"[P]rotect your sensitivity. Refrain from confiding your deepest feelings to someone who won't cherish them." ~ Judith Orloff, Emotional Freedom
Being more open and honest about our thoughts and feelings is always the best course. Or is it?
Have you ever shared an idea or plan or dream or something you are excited about, only to come away from the conversation kicking yourself for doing so? The person may not have said much at all—giving you a blank stare or perfunctory "Oh" without any subsequent questions that imply interest—or may have subtly (or not so subtly) questioned the worth or validity of what you said, or even immediately turned the topic back to himself or herself.
If you cannot walk away from such conversations without absorbing the negative moods and messages (whether real or imagined) of the other person, you might want to practice protecting your sensitivity.
Dr. Judith Orloff, author of Emotional Freedom, explains that some people are "so sensitive we become energy sponges and absorb the negative energy from other people in our own bodies so that we become exhausted from it." In her article "Is Empathy Helping or Hurting Your Career?," Orloff discusses some of the benefits and drawbacks of being highly sensitive and empathic:
Advantage: "You are passionate, and passionate people put their all into projects. Empathetic people are passionate about their beliefs and ideas. In creative roles, or as sales or marketing people, passion is a plus."
Disadvantage: "You may be a victim of emotional vampires. Emotional vampires are people who suck the energy right out of you and leave you feeling drained and depleted. They may do this by being needy, talkative, cruel, or by running right over you. There are lots of different types of emotional vampires-and they're naturally drawn to empaths like you."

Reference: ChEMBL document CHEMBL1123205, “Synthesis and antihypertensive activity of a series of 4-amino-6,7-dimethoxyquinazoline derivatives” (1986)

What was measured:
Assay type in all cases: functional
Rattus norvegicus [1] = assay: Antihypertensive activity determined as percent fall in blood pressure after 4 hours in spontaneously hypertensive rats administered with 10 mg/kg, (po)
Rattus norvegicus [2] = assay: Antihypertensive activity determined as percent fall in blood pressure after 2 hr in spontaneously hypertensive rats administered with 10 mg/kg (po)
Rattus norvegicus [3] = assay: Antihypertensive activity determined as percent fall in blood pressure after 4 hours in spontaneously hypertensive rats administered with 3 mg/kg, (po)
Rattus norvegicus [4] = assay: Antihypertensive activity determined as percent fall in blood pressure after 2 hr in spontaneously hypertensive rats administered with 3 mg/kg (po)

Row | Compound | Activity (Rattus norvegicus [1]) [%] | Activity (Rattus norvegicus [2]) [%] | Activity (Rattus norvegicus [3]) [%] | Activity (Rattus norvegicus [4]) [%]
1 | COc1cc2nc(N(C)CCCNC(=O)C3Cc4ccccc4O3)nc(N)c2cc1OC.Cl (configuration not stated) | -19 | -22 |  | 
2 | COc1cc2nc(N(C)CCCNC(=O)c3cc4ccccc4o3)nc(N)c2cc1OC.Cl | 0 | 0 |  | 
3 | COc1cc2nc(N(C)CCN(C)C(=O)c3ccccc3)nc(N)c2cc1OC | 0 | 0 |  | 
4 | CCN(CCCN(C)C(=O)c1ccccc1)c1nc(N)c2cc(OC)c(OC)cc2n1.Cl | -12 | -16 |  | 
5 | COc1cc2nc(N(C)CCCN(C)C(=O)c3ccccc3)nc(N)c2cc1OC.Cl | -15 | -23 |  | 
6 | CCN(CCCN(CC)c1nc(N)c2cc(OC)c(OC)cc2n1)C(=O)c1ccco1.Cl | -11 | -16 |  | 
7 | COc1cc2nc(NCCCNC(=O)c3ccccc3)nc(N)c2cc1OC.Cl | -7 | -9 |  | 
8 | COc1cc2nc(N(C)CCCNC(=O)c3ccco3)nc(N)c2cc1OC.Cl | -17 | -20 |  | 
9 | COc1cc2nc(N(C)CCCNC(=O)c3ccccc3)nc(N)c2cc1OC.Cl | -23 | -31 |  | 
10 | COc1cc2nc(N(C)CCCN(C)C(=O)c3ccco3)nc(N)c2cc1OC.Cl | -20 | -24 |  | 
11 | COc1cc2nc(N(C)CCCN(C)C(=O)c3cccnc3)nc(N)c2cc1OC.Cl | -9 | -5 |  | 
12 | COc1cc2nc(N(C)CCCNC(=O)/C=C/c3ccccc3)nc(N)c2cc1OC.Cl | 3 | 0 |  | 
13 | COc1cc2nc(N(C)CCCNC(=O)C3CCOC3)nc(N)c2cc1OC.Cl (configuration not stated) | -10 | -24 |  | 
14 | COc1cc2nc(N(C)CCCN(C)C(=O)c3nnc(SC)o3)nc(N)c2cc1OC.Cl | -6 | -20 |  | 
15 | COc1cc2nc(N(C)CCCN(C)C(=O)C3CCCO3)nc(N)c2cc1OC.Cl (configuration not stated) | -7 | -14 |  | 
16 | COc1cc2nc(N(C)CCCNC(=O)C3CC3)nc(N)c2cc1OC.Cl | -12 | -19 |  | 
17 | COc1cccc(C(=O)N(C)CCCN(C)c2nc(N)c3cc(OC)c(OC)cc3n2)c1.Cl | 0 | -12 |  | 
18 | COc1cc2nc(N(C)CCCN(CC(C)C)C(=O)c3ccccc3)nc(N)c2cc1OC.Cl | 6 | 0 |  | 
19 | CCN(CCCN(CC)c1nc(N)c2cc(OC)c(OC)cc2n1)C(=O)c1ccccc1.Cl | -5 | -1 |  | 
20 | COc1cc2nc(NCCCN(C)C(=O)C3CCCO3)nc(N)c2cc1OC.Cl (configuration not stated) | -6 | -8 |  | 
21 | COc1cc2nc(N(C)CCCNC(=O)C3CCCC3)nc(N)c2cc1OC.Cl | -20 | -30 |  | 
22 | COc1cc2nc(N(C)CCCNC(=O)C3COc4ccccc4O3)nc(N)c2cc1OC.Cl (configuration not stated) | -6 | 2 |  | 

The temptation for the highly sensitive is to choose between two extremes:
A better way is to be selective about what and in whom we confide, reminding ourselves that such selectivity is healthy and not selfish, and to use visualization to guide our decisions. We can think of our deepest emotions and most cherished plans and hopes as treasures that we keep in a secure box. We alone have the key, and we don't have to open that box for just anyone. When someone asks us about an area of our life that we need to protect, we can give a brief answer and change the topic, or we can open the treasure box and share some of what is inside. The choice is ours alone.
We can also seek out other emotionally sensitive people who are confident enough about their own life and growth to listen and to share, and with whom we can have real conversations about what is important.
Parenting Emotionally Sensitive Children
Such kindred spirits are invaluable, but they can be hard to find, and emotionally sensitive children may wonder if there is anyone out there who will ever understand them. Parents can help their children to know they are worthy of finding people who cherish their feelings by giving the gift of careful listening, as Susan Daniels and Elizabeth Meckstroth explain in Living with Intensity:
"Adults who care about these children must be the safe haven where young ones can express their deep feelings. Listen to them with your entire body, mind, and spirit as if nothing else at that moment matters as much as this child's thoughts and feelings....Careful listening can be a lifeline in a world where others do not understand or take them seriously, which can lead them to mistrust themselves....Careful listening can convince children that there is someone who feels they are valuable and worth understanding. It helps build courage, understanding, and trust such that these children can come to eventually be their own source of power, possibility, and safety."
Leslie Sword, in her article "Emotional Intensity in Gifted Children," agrees:
"The most important thing we can do to nurture emotionally intense gifted children is to accept their emotions: they need to feel understood and supported. Explain that intense feelings are normal for gifted children. Help them to use their intellect to develop self-awareness and self-acceptance."
Finding the time for careful listening is a challenge in today's busy families. Fran Walfish, in The Self-Aware Parent, describes the modern phenomenon of "cell phone parents" who are "so distracted with their cell phones, computers, PDAs, email, and the like that their children are pushed to the back of the line." The resulting emotional detachment can occur without the parents' even being consciously aware of what is happening.
To create the necessary space and time necessary for careful listening, parents can consciously plan "unplugged" times or activities with their children and teenagers, even something as simple as a walk around the neighborhood, when technology takes its turn at the back of the line behind safe sharing and listening.